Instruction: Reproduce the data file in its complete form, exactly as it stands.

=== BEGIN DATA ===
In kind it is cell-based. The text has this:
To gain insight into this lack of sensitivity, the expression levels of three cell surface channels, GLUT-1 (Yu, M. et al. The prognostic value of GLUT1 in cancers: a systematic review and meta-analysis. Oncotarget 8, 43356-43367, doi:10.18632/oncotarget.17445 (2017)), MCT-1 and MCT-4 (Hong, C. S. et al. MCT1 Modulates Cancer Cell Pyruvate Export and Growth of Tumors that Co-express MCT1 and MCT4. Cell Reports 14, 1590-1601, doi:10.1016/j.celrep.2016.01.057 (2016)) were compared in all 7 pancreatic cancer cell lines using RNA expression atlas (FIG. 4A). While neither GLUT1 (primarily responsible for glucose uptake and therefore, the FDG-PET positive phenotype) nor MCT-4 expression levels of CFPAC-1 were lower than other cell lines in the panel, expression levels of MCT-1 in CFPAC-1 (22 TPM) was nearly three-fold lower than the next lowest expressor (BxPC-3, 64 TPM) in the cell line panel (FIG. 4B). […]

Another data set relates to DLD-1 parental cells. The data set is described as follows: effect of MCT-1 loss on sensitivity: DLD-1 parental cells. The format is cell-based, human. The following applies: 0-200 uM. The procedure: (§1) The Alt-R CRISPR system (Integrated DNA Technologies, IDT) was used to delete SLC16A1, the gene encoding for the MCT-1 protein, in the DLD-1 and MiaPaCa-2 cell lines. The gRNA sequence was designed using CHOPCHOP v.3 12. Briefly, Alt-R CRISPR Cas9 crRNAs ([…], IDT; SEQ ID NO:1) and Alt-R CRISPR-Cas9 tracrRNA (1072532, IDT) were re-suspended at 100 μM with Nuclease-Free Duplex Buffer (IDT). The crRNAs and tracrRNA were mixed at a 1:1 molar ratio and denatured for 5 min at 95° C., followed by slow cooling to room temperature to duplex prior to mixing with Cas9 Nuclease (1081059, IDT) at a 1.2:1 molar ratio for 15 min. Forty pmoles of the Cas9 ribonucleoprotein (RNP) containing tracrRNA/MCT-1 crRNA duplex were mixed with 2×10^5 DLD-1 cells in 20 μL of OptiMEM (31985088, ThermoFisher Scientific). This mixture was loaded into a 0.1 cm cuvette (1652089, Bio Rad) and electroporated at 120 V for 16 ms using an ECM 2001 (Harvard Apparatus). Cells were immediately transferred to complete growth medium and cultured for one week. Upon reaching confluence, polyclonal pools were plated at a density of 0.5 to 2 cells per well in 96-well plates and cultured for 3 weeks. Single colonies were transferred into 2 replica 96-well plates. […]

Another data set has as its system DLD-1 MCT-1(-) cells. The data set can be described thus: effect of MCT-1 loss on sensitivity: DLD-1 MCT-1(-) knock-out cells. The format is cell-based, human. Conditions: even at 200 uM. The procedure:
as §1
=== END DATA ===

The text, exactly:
In kind it is cell-based. The text has this:
To gain insight into this lack of sensitivity, the expression levels of three cell surface channels, GLUT-1 (Yu, M. et al. The prognostic value of GLUT1 in cancers: a systematic review and meta-analysis. Oncotarget 8, 43356-43367, doi:10.18632/oncotarget.17445 (2017)), MCT-1 and MCT-4 (Hong, C. S. et al. MCT1 Modulates Cancer Cell Pyruvate Export and Growth of Tumors that Co-express MCT1 and MCT4. Cell Reports 14, 1590-1601, doi:10.1016/j.celrep.2016.01.057 (2016)) were compared in all 7 pancreatic cancer cell lines using RNA expression atlas (FIG. 4A). While neither GLUT1 (primarily responsible for glucose uptake and therefore, the FDG-PET positive phenotype) nor MCT-4 expression levels of CFPAC-1 were lower than other cell lines in the panel, expression levels of MCT-1 in CFPAC-1 (22 TPM) was nearly three-fold lower than the next lowest expressor (BxPC-3, 64 TPM) in the cell line panel (FIG. 4B). […]

Another data set relates to DLD-1 parental cells. The data set is described as follows: effect of MCT-1 loss on sensitivity: DLD-1 parental cells. The format is cell-based, human. The following applies: 0-200 uM. The procedure: (§1) The Alt-R CRISPR system (Integrated DNA Technologies, IDT) was used to delete SLC16A1, the gene encoding for the MCT-1 protein, in the DLD-1 and MiaPaCa-2 cell lines. The gRNA sequence was designed using CHOPCHOP v.3 12. Briefly, Alt-R CRISPR Cas9 crRNAs ([…], IDT; SEQ ID NO:1) and Alt-R CRISPR-Cas9 tracrRNA (1072532, IDT) were re-suspended at 100 μM with Nuclease-Free Duplex Buffer (IDT). The crRNAs and tracrRNA were mixed at a 1:1 molar ratio and denatured for 5 min at 95° C., followed by slow cooling to room temperature to duplex prior to mixing with Cas9 Nuclease (1081059, IDT) at a 1.2:1 molar ratio for 15 min. Forty pmoles of the Cas9 ribonucleoprotein (RNP) containing tracrRNA/MCT-1 crRNA duplex were mixed with 2×10^5 DLD-1 cells in 20 μL of OptiMEM (31985088, ThermoFisher Scientific). This mixture was loaded into a 0.1 cm cuvette (1652089, Bio Rad) and electroporated at 120 V for 16 ms using an ECM 2001 (Harvard Apparatus). Cells were immediately transferred to complete growth medium and cultured for one week. Upon reaching confluence, polyclonal pools were plated at a density of 0.5 to 2 cells per well in 96-well plates and cultured for 3 weeks. Single colonies were transferred into 2 replica 96-well plates. […]

Another data set has as its system DLD-1 MCT-1(-) cells. The data set can be described thus: effect of MCT-1 loss on sensitivity: DLD-1 MCT-1(-) knock-out cells. The format is cell-based, human. Conditions: even at 200 uM. The procedure:
as §1